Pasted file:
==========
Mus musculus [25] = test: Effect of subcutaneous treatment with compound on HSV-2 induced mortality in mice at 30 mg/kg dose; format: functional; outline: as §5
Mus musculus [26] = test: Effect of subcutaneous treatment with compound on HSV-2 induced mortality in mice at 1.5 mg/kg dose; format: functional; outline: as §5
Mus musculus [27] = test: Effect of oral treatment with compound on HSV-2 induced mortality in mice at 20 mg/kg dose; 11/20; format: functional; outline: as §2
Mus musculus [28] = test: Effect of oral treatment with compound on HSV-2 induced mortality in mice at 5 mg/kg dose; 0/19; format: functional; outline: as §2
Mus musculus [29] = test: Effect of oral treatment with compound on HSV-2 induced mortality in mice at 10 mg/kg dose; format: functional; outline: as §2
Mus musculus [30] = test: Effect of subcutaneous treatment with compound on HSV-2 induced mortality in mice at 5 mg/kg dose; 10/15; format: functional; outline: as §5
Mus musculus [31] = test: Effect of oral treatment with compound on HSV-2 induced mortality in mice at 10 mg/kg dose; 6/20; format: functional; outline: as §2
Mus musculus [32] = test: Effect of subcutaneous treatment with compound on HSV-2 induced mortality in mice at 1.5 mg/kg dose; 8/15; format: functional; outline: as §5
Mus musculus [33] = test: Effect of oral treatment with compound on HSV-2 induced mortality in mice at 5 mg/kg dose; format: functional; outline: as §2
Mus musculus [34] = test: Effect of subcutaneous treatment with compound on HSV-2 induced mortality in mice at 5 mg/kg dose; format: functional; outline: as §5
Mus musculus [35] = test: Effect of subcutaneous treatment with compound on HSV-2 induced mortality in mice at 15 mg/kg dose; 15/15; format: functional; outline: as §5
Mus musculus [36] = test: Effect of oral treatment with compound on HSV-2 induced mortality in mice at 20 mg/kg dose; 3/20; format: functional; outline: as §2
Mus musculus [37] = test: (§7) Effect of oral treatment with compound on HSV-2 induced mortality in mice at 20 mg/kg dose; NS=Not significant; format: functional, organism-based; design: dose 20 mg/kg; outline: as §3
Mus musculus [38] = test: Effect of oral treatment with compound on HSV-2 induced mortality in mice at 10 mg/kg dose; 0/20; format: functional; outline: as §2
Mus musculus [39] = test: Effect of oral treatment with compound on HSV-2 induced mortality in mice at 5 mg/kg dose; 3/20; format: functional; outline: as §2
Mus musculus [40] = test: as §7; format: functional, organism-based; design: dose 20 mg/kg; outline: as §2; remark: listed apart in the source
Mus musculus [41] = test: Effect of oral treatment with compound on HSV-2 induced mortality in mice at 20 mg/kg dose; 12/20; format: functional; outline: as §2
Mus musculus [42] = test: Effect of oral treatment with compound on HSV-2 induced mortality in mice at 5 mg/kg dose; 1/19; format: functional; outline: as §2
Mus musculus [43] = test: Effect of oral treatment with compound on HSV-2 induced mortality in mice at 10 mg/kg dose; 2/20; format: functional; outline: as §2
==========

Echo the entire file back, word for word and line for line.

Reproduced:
Mus musculus [25] = test: Effect of subcutaneous treatment with compound on HSV-2 induced mortality in mice at 30 mg/kg dose; format: functional; outline: as §5
Mus musculus [26] = test: Effect of subcutaneous treatment with compound on HSV-2 induced mortality in mice at 1.5 mg/kg dose; format: functional; outline: as §5
Mus musculus [27] = test: Effect of oral treatment with compound on HSV-2 induced mortality in mice at 20 mg/kg dose; 11/20; format: functional; outline: as §2
Mus musculus [28] = test: Effect of oral treatment with compound on HSV-2 induced mortality in mice at 5 mg/kg dose; 0/19; format: functional; outline: as §2
Mus musculus [29] = test: Effect of oral treatment with compound on HSV-2 induced mortality in mice at 10 mg/kg dose; format: functional; outline: as §2
Mus musculus [30] = test: Effect of subcutaneous treatment with compound on HSV-2 induced mortality in mice at 5 mg/kg dose; 10/15; format: functional; outline: as §5
Mus musculus [31] = test: Effect of oral treatment with compound on HSV-2 induced mortality in mice at 10 mg/kg dose; 6/20; format: functional; outline: as §2
Mus musculus [32] = test: Effect of subcutaneous treatment with compound on HSV-2 induced mortality in mice at 1.5 mg/kg dose; 8/15; format: functional; outline: as §5
Mus musculus [33] = test: Effect of oral treatment with compound on HSV-2 induced mortality in mice at 5 mg/kg dose; format: functional; outline: as §2
Mus musculus [34] = test: Effect of subcutaneous treatment with compound on HSV-2 induced mortality in mice at 5 mg/kg dose; format: functional; outline: as §5
Mus musculus [35] = test: Effect of subcutaneous treatment with compound on HSV-2 induced mortality in mice at 15 mg/kg dose; 15/15; format: functional; outline: as §5
Mus musculus [36] = test: Effect of oral treatment with compound on HSV-2 induced mortality in mice at 20 mg/kg dose; 3/20; format: functional; outline: as §2
Mus musculus [37] = test: (§7) Effect of oral treatment with compound on HSV-2 induced mortality in mice at 20 mg/kg dose; NS=Not significant; format: functional, organism-based; design: dose 20 mg/kg; outline: as §3
Mus musculus [38] = test: Effect of oral treatment with compound on HSV-2 induced mortality in mice at 10 mg/kg dose; 0/20; format: functional; outline: as §2
Mus musculus [39] = test: Effect of oral treatment with compound on HSV-2 induced mortality in mice at 5 mg/kg dose; 3/20; format: functional; outline: as §2
Mus musculus [40] = test: as §7; format: functional, organism-based; design: dose 20 mg/kg; outline: as §2; remark: listed apart in the source
Mus musculus [41] = test: Effect of oral treatment with compound on HSV-2 induced mortality in mice at 20 mg/kg dose; 12/20; format: functional; outline: as §2
Mus musculus [42] = test: Effect of oral treatment with compound on HSV-2 induced mortality in mice at 5 mg/kg dose; 1/19; format: functional; outline: as §2
Mus musculus [43] = test: Effect of oral treatment with compound on HSV-2 induced mortality in mice at 10 mg/kg dose; 2/20; format: functional; outline: as §2